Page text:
Are you a secret storyteller? Now’s the time to let your talent out in the open. The Times and Chicken House are on a mission to discover another great children’s writer, whose book will be published around the world by Chicken House.
How to enter
Your full-length manuscript (no more than 80,000 words) must be received at The Chicken House by October 29, 2010. The address, submission criteria, terms and conditions and tips are below.
The Chicken House reading team will select a shortlist of five entries, to be announced in February 2011. The judges will choose a winner from this shortlist, to be announced at Easter 2011.
The winner will be the entrant whose story, in the opinion of the judges, demonstrates the greatest entertainment value, quality and originality suitable for the children’s age group. The prize is the offer of a worldwide publishing contract with Chicken House, with a royalty advance of £10,000.
Barry Cunningham, publisher, Chicken House
Julia Donaldson, author of The Gruffalo and Running on the Cracks
Amanda Craig, children’s book critic, The Times
Neil Blair, partner at the Christopher Little Literary Agency
John McLay, literary scout and director of the Bath Literary Festival
Damian Kelleher, author, reviewer and children’s media consultant
Rebecca Wilkie, Booktrust
The Waterstone’s Children’s Bookselling Team
Chicken House Competition Terms and Conditions
1. The competition will run from March 27 to October 29, 2010.
2. Closing date for entries is last mail delivery October 29, 2010.
3. Unless otherwise stated, the competition is open to all entrants aged 18 or over, except employees of Times Newspapers Limited (“TNL”), Chicken House Publishing Limited (“Chicken House”) and their associated, affiliated or subsidiary companies, and their families, agents, or anyone connected in any way whatsoever with this competition.
4. Entry is limited to one per person. Entries must be by post, email submissions will be rejected. Entries must be sent to The Chicken House, 2 Palmer Street, Frome, Somerset, BA11 1DS marked “Children’s Fiction Competition”. Entries must be clearly labelled with the entrant’s full name and contact details (including an address and telephone number) and must be received by the last post delivery on October 29, 2010.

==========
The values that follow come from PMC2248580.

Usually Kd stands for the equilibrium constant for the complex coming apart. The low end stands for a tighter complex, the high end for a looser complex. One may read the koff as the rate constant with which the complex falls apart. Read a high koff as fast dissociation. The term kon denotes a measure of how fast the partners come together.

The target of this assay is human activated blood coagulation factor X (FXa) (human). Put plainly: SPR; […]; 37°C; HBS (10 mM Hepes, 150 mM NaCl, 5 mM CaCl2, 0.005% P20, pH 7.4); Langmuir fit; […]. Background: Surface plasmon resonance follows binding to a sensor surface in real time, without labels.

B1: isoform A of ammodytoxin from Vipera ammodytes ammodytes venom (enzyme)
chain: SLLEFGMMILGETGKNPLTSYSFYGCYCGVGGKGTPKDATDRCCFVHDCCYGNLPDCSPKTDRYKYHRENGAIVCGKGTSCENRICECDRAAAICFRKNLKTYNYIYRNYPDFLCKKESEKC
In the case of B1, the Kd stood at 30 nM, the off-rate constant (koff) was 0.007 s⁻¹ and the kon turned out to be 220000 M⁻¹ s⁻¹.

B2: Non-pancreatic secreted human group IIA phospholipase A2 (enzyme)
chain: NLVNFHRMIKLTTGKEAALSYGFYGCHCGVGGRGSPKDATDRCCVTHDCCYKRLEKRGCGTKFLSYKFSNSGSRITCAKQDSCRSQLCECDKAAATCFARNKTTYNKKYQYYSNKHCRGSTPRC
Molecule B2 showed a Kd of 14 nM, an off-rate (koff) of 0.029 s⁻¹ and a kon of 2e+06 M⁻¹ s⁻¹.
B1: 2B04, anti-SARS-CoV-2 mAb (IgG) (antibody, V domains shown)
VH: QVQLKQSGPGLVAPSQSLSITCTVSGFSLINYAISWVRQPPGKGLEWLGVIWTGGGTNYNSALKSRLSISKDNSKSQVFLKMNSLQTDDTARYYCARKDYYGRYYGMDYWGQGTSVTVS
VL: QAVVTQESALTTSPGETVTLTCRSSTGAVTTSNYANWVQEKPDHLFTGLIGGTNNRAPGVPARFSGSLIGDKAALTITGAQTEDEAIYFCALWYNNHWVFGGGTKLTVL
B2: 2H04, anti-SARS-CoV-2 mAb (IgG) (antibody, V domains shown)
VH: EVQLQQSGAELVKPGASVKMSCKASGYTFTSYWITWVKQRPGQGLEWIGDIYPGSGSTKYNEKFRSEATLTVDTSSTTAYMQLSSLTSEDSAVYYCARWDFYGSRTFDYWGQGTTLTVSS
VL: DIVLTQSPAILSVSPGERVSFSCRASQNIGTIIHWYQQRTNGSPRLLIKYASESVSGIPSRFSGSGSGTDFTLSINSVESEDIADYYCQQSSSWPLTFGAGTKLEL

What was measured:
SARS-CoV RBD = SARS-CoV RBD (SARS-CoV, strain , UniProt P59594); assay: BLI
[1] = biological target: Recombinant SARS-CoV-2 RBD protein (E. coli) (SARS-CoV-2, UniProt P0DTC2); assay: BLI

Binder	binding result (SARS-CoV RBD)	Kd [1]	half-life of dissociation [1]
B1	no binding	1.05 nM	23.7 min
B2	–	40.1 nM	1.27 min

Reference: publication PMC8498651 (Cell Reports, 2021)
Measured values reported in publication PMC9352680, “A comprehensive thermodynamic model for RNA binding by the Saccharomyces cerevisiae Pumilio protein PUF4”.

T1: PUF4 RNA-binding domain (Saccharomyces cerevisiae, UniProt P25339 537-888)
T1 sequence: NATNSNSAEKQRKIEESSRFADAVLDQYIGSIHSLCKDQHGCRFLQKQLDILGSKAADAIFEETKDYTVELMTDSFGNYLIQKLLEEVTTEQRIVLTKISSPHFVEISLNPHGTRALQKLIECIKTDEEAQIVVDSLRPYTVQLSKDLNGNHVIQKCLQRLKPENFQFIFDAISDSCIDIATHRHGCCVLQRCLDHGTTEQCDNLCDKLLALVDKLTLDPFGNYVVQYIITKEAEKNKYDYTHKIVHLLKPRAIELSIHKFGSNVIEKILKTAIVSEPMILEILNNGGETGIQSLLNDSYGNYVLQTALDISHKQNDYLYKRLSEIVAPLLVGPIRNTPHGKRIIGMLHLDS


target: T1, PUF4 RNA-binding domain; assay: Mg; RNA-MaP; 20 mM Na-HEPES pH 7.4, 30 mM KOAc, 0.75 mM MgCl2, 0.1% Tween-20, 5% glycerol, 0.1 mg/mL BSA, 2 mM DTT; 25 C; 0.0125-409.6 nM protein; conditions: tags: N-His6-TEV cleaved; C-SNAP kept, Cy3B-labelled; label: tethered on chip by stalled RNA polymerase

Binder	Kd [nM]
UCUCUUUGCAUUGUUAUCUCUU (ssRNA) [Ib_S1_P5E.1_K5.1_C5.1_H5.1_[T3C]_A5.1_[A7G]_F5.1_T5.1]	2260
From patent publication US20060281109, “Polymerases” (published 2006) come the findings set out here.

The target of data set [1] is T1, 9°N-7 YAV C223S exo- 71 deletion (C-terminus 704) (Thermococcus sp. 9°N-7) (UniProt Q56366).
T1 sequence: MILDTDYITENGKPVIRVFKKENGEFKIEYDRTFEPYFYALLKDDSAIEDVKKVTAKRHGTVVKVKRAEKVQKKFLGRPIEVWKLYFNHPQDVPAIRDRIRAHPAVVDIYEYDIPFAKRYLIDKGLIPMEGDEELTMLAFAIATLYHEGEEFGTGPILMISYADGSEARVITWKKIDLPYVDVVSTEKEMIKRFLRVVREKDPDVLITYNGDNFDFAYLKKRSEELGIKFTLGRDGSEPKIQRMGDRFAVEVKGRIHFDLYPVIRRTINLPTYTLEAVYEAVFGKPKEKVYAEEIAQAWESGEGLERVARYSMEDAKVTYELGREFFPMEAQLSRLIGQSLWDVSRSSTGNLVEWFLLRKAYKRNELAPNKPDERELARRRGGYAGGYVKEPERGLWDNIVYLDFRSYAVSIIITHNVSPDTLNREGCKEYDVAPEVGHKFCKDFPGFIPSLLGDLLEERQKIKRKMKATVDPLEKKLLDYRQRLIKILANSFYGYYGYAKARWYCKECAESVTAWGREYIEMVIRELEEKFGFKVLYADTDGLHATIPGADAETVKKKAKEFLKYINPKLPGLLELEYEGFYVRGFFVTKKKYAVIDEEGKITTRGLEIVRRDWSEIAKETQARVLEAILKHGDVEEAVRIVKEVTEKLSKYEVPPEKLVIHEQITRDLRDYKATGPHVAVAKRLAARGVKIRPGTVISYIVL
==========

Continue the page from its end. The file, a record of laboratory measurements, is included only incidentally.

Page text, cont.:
5. By entering, all eligible entrants agree to abide by each and all these terms and conditions. The Promoters (as referred to in term 20 below) reserve the right, with or without cause, to exclude entrants and withhold prizes for violating any of these terms and conditions. The Promoters reserve the right to amend these terms and conditions. Any amendments will be published on the Website timesonline.co.uk/chickenhouse.
6. Submission Criteria
Entries must be the original work of the entrant and not previously published. The entrant must not have previously authored or published any whole book in any country, whether fiction or nonfiction, but may have authored or published an essay or story in an anthology. The entrant must personally submit the entry: any submissions from or found to be from agents will be void and rejected. Entries submitted in previous years are ineligible. The entry must be a full-length manuscript of no more than 80,000 words. The entry should be suitable for a worldwide children’s audience aged between 9 and 16. Each entry must be accompanied by a brief synopsis, plot plan and a letter of submission explaining the book’s appeal to children. (A plot plan is a chapter-by-chapter breakdown, with a couple of sentences on each, paying attention to the roles of the main characters, dramatic high points, and the most important strands of the plot. The synopsis should be no more than a page, and should give an overview of the complete story, including key characters, events and settings.)
Picture books and graphic novels will not be accepted and illustrations will not be considered. Entries must be written in English, typed, double-line spaced, with numbered pages. Entries that do not meet these criteria will not be read.